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Effective Nuclear Charge

Posted: Sat Oct 28, 2017 10:44 pm
by Jessica Yang 1J

I'm a bit confused about effective nuclear charge and the trends in the periodic table regarding the effective nuclear charge, and shielding. How does the effective nuclear charge relate to (if it relates to) shielding?

Re: Effective Nuclear Charge  [ENDORSED]

Posted: Sun Oct 29, 2017 12:14 am
by Hena Sihota 1L
Effective nuclear charge is the net nuclear charge after taking into account the shielding caused by other electrons in the atom. Nuclear charge and shielding are related by the equation Z(eff)=Z-S, where Z(eff) is the effective nuclear charge, Z is the atomic number, and S is the number of shielding electrons. Effective nuclear charge increases across a period and decreases down a group.

Re: Effective Nuclear Charge

Posted: Mon Oct 30, 2017 9:50 pm
by Rithik Kumar 3E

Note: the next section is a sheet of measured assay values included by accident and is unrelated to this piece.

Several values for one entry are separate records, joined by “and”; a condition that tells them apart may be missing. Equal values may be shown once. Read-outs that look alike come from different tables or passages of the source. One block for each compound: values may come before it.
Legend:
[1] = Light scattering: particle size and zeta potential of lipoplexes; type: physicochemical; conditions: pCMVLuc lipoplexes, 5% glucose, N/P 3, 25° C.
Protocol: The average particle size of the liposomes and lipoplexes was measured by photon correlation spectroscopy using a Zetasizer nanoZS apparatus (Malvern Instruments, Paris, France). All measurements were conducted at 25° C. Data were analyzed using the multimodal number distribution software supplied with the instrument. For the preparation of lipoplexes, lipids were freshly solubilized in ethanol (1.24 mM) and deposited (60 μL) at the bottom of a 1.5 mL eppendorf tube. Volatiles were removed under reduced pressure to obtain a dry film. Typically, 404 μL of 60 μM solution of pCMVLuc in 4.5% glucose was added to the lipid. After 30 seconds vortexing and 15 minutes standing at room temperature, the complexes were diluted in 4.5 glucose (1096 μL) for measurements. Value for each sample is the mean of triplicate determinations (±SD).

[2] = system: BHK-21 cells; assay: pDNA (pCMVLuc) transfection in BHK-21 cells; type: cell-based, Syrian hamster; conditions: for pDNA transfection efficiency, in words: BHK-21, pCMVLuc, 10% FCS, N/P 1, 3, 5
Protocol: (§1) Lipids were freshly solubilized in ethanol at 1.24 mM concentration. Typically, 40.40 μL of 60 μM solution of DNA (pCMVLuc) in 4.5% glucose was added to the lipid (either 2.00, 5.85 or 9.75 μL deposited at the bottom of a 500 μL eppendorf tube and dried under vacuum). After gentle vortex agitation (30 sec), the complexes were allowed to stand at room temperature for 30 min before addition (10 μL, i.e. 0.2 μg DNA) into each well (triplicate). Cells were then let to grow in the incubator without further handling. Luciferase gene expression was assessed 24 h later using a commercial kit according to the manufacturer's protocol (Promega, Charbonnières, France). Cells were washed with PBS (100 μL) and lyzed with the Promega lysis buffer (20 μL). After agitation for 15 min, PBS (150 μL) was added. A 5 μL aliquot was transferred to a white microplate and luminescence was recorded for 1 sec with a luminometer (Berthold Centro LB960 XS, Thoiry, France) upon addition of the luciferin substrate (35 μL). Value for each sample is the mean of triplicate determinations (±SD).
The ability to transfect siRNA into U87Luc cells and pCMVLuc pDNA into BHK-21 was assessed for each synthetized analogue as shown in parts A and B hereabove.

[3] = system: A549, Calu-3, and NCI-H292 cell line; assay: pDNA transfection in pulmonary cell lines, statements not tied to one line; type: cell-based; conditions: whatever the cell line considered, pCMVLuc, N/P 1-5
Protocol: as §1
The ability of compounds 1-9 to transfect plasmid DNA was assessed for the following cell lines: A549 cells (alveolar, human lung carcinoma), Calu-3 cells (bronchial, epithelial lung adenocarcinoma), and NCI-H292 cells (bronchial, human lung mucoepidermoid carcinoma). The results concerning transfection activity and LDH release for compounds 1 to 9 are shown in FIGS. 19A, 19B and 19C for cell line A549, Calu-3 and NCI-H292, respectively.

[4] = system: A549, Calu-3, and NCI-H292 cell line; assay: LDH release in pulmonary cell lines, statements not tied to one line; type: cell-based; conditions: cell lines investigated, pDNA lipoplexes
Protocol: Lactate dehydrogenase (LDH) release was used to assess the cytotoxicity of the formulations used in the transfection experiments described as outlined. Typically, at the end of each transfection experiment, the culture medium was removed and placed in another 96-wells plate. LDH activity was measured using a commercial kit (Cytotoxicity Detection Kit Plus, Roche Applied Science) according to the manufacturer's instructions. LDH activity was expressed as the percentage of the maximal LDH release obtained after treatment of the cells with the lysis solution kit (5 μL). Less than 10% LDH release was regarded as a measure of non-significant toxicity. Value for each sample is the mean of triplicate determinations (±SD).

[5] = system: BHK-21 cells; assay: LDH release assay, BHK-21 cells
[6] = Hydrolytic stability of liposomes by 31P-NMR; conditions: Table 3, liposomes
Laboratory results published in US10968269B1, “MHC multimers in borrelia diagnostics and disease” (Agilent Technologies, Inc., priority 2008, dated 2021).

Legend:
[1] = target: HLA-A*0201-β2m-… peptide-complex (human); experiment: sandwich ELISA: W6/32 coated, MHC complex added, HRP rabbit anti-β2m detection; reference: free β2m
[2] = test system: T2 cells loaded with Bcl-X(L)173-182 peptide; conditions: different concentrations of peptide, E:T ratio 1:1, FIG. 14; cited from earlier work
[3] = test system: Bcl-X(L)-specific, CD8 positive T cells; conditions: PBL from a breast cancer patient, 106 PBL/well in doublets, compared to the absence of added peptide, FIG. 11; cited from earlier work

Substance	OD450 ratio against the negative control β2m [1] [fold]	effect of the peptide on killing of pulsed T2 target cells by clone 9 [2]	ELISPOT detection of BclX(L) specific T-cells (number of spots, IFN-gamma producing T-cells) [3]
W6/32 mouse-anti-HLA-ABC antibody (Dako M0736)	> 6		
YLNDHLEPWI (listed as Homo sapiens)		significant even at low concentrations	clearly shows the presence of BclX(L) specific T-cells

Effective nuclear charge can tell us a lot about periodic trends. For example, as you move across a period, the effective nuclear charge increases as the number of protons increases while the relative number of shielding electrons stays the same. This signifies the notion that the proton's pull is becoming proportionally greater to the repulsion of the electrons. As a result, due to the increasing pull of the positive nucleus on the valence electrons of the atoms, atoms tend to decrease in size as you move from left to right of a period. In addition, the shielding effect is related to the idea that "core electrons", electrons that are not valence electrons, counteract the nucleus's attraction to the valence electrons because of their electron to electron repulsion.

Re: Effective Nuclear Charge

Posted: Tue Oct 31, 2017 6:54 pm
by Ilan Shavolian 1K
Can you help explain why it would decrease down a group?

Re: Effective Nuclear Charge

Posted: Tue Oct 31, 2017 8:01 pm
by Mitch Walters
Effective nuclear charge decreases as you go down a group because you are adding orbitals as you go down, in other words the electron is being added into a new orbital that is farther away from the nucleus. This increases the shielding because there are more electrons in between the nucleus and the electron in question.